Why Hedge Funds are Buying this Luxury Retailer Right Now
Meena is a member of The Motley Fool Blog Network -- entries represent the personal opinion of the blogger and are not formally edited.
Tiffany & Co. (NYSE: TIF) became a household name in the 1960s after the release of the Audrey Hepburn classic, Breakfast at Tiffany’s. Since then, the company’s momentum has not waned. Today, TIF is among the world’s top luxury retail brands. Girls all over the world dream of wearing a large diamond ring with the TIF insignia on their wedding day. But TIF’s product line includes more than just rings. The company now offers a dynamic product pipeline with different price points, which is one of many reasons we like the stock. Scout Capital, Partner Fund Management, Senator Investment Group, and Sigma Capital are among the hedge funds that initiated brand new positions in this stock during the first quarter.
Worldwide demand for the TIF products has remained strong, and the company has been active in opening new stores to satiate that demand. 24 new stores should come online this year. Estimates are that the Americas region has “long-term potential for more than 150 stores” and Europe has “potential for 50 stores.” There are currently 102 stores in The Americas and 32 in Europe. The regions we identify with the most opportunity for new store buildout with high ROIs are Asia Pacific, in particular China, the Middle East, and India. TIF has done well in capturing sales in Asia. Asia contributes ~21% of sales, and with an increasing number of wealthy consumers in China and the broader Asia region, we think earnings and sales growth will continue to scale.
TIF has been relentless in introducing new products and collections. Product development efforts have been very successful with lower-priced items like key and locks that still boast the TIF name but inherently have a lower price point. This year alone, there are a slew of new collections: 1837 jewelry collection, Villa Paloma, ENCHANT, and the New Art Deco collection. We also think watches present an interesting growth opportunity. Currently TIF is resolving a quarrel with Swatch but once that is over, we think the company will take a look at watches as a potential pipeline product.
Tight control of the supply chain is another TIF strength. It is very important that TIF is able to maintain a constant supply of high-quality diamonds. So TIF directly sources over half of its rough diamonds. This procurement strategy allows the company to secure supply during shortages and to source ethically. Control also applies to manufacturing with 60% of merchandise manufactured internally.
We really look favorably on TIF’s decision to branch out beyond the traditional brick and mortar business into eCommerce (see more on this topic). TIF has 13 websites in 18 countries. Even though ecommerce sales only represent 6% of revenue, we see that number picking up with the trend of an increasing number of consumers making online purchases. TIF is also being smart about where to further build out eCommerce sites. The company has indicated that it will wait to enable eCommerce in China when it feels it has the necessary distribution capacity. TIF has tight controls on what products it sells online i.e., engagement rings are not available. This fits well with the company’s high-service, customer experience model, and its strategic decisions like this that further support our thesis on the company. For those interested in mobile technology, TIF does have an app but the focus is on education regarding its diamonds and not transaction-oriented.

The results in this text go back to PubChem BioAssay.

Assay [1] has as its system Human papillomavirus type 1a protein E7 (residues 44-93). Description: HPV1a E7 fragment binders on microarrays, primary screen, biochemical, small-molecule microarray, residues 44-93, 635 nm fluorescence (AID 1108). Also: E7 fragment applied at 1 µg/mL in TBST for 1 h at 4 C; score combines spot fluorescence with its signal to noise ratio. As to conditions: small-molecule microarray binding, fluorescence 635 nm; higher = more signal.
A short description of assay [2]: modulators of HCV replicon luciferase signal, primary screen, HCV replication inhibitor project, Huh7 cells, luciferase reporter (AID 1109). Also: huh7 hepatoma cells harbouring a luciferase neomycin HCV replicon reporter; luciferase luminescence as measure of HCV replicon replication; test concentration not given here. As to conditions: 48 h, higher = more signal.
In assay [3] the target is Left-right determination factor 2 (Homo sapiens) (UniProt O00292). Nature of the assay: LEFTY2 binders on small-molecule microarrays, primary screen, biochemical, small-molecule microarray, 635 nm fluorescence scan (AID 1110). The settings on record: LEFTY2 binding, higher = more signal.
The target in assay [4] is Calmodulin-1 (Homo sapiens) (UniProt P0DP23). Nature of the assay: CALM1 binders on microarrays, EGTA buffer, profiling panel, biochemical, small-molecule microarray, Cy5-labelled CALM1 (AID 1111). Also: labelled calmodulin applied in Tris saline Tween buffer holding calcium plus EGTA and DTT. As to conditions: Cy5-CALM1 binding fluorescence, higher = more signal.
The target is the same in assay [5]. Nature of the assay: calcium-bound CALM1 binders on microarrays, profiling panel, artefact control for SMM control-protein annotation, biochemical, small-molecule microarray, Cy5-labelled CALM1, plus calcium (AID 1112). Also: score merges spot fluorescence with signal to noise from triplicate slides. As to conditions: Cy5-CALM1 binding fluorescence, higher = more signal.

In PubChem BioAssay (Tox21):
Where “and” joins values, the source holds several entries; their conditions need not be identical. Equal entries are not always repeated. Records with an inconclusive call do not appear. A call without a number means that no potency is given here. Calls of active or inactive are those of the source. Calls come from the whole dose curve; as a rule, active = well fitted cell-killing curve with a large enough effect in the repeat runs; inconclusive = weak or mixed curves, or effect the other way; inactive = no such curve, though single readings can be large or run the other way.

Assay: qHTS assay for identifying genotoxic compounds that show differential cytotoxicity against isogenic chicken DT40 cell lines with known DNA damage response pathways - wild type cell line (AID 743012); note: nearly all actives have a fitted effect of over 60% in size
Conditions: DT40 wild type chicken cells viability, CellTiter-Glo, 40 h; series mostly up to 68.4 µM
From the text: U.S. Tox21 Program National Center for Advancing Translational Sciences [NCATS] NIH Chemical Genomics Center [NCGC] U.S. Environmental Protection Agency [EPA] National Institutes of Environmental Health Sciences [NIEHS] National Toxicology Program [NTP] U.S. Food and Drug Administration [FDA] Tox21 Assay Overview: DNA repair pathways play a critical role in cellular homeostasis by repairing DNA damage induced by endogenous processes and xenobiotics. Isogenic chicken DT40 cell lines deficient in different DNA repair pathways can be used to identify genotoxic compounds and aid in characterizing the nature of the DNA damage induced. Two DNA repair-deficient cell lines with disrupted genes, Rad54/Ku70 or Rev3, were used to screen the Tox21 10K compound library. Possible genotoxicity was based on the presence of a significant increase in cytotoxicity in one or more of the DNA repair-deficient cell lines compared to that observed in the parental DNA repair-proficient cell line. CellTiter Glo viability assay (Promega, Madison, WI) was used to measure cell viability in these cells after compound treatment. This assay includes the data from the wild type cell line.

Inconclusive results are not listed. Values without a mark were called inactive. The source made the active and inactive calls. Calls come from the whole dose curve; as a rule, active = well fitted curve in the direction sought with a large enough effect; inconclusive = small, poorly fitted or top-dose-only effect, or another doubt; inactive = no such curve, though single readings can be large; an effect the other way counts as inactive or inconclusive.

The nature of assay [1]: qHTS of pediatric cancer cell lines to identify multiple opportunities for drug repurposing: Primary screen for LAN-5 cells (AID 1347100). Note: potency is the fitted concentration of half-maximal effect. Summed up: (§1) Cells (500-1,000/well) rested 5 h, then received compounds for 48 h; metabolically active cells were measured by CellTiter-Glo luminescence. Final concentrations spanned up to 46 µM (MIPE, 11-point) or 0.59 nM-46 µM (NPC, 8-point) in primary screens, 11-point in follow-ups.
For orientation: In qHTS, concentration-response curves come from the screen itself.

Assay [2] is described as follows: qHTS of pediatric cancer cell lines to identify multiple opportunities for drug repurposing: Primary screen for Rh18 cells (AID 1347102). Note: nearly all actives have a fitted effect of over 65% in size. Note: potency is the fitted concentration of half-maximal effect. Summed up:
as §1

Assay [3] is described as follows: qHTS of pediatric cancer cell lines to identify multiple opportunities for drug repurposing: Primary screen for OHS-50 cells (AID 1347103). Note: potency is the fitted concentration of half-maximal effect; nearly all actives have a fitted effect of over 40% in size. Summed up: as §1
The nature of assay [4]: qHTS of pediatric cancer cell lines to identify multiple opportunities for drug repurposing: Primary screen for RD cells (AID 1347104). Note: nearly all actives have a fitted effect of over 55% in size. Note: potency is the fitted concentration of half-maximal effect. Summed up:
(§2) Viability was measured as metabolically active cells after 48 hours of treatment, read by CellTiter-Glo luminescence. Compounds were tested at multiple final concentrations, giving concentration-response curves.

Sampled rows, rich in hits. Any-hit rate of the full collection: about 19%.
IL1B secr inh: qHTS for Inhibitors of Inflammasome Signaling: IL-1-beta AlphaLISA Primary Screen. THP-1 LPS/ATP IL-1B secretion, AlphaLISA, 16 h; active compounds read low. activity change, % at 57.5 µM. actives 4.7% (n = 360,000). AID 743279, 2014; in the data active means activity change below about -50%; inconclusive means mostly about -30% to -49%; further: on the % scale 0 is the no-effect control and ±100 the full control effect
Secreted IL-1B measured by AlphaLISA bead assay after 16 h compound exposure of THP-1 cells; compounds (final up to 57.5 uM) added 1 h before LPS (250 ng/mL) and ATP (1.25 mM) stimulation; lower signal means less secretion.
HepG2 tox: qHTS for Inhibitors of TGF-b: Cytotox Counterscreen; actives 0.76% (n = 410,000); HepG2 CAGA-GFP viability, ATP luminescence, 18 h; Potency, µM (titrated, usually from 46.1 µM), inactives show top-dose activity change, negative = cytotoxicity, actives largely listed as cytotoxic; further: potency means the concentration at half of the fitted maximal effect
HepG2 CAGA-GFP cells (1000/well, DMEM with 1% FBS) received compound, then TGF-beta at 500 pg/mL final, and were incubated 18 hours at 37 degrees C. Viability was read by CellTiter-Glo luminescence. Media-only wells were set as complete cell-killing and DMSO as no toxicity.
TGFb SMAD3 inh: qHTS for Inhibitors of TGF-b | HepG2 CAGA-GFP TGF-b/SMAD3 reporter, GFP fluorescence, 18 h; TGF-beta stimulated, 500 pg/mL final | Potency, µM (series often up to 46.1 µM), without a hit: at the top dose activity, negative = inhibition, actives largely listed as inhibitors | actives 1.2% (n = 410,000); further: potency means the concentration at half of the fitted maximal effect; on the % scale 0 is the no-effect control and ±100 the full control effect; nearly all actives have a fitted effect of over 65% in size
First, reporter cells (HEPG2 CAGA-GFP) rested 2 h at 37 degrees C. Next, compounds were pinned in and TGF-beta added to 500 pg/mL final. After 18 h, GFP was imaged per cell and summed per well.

The space in which TIF operates is fragmented. We consider TIF to be high-end but not ultra high end. TIF competes with De Beers, Cartier, and Bulgari, all of which are privately-held. Chanel, Gucci, Hermès, and Dior have also been ramping up their accessories departments, which TIF will have to reckon with. The ultra high-end is comprised of Van Cleef & Arpels, Harry Winston, and Leviev. In Asia, Chow Tai Fook is the major player (mass market) with ~1,500 stores.
We believe that the company's geographic expansion, tight product controls, product pipeline, and integrated supply chain position it well to take market share in the high-end luxury market and meet its stated goals of 10%-12% sales growth. Granted Q4 was a difficult one for jewelry retailers in part due to price increases, but we believe the growth story is alive and well. Also, TIF is using its healthy free cash flow to benefit shareholders, increasing the quarterly dividend 16% and repurchasing $174 million of common stock. The shares are currently trading at ~16.3x 2012 earnings, but based on the aforementioned factors, we think there is room for multiple expansion to ~19.0 to ~20.0x 2012 earnings. Tiffany & Co is also trading at a 15-20% discount to other luxury retailers Coach (NYSE: COH), and Saks (NYSE: SKS), where Signet Jewelers (NYSE: SIG) is trading at a 25% discount to TIF. We like Signet Jewelers because of its current low multiples and we are long-term bullish about Coach and Saks because of the upward trend in luxury market. The ranks of the wealthy people have been swelling as Asian countries saw strong growth over the past decade. We expect luxury retailers will benefit significantly over the next decade from this ongoing trend.
Fool blogger Meena Krishnamsetty does not own shares in any of the stocks mentioned in this article. The Motley Fool has no positions in the stocks mentioned above. Motley Fool newsletter services recommend Coach. Try any of our Foolish newsletter services free for 30 days. We Fools may not all hold the same opinions, but we all believe that considering a diverse range of insights makes us better investors. The Motley Fool has a disclosure policy.If you have questions about this post or the Fool’s blog network, click here for information.